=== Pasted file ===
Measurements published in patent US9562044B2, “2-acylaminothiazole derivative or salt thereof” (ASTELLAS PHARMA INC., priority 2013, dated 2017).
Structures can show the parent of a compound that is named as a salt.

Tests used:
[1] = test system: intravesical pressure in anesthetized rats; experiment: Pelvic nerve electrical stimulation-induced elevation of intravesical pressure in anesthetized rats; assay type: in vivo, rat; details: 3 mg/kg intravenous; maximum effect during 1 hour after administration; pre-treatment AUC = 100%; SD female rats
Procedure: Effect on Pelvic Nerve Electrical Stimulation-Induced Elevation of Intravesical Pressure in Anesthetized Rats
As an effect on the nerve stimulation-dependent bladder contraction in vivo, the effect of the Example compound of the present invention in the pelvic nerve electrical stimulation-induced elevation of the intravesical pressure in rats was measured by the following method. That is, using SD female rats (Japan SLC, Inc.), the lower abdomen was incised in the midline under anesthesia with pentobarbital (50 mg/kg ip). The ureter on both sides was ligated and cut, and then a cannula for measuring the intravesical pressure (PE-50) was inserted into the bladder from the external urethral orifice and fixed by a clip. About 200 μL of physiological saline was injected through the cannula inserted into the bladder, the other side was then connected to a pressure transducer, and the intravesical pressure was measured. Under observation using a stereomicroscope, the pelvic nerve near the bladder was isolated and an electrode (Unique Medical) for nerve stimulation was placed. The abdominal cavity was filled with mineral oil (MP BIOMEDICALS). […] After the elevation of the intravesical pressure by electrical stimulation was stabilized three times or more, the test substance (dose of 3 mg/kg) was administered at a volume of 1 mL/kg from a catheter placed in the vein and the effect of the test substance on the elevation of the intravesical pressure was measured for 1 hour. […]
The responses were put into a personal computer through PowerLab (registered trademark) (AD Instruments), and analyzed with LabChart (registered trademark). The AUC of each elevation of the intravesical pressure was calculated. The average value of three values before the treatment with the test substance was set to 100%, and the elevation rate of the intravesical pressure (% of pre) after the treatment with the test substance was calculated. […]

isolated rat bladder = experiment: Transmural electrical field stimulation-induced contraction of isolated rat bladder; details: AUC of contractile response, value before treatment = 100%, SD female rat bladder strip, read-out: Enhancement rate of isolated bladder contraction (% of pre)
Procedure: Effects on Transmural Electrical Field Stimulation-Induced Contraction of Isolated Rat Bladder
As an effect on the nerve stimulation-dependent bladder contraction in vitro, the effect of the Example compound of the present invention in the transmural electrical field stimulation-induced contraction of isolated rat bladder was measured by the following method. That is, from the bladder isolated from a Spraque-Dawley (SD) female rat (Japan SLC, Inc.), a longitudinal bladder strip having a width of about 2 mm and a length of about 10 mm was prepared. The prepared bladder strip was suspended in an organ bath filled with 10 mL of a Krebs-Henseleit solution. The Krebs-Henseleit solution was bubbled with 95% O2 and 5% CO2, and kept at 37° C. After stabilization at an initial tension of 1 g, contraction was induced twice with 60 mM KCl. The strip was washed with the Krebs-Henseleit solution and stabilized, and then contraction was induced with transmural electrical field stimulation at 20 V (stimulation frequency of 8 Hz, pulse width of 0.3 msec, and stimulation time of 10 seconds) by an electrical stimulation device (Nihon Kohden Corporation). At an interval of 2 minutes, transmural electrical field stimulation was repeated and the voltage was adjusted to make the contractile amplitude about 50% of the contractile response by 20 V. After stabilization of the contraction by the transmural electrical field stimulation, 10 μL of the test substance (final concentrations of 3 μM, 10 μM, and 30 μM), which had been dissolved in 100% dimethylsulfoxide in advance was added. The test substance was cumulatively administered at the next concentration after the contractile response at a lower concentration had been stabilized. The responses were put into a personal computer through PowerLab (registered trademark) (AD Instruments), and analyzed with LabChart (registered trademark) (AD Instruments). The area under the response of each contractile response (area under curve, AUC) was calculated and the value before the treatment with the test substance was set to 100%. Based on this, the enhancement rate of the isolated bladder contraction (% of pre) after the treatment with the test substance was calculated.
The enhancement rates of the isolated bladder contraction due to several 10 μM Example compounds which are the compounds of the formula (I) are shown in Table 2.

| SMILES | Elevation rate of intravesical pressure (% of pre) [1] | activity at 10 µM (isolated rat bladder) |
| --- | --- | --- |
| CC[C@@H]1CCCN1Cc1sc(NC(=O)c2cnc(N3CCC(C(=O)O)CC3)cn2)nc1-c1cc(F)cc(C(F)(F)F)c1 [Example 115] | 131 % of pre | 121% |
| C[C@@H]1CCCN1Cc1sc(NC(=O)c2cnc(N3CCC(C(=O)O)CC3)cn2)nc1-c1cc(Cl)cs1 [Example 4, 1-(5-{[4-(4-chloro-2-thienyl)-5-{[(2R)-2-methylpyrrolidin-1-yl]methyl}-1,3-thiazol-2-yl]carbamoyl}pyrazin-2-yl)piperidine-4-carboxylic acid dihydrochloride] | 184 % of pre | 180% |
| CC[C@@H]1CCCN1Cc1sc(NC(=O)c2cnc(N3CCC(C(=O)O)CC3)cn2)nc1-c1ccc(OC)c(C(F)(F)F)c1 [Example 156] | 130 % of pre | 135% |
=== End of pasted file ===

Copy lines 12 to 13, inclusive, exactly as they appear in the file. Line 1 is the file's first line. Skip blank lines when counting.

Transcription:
| SMILES | Elevation rate of intravesical pressure (% of pre) [1] | activity at 10 µM (isolated rat bladder) |
| --- | --- | --- |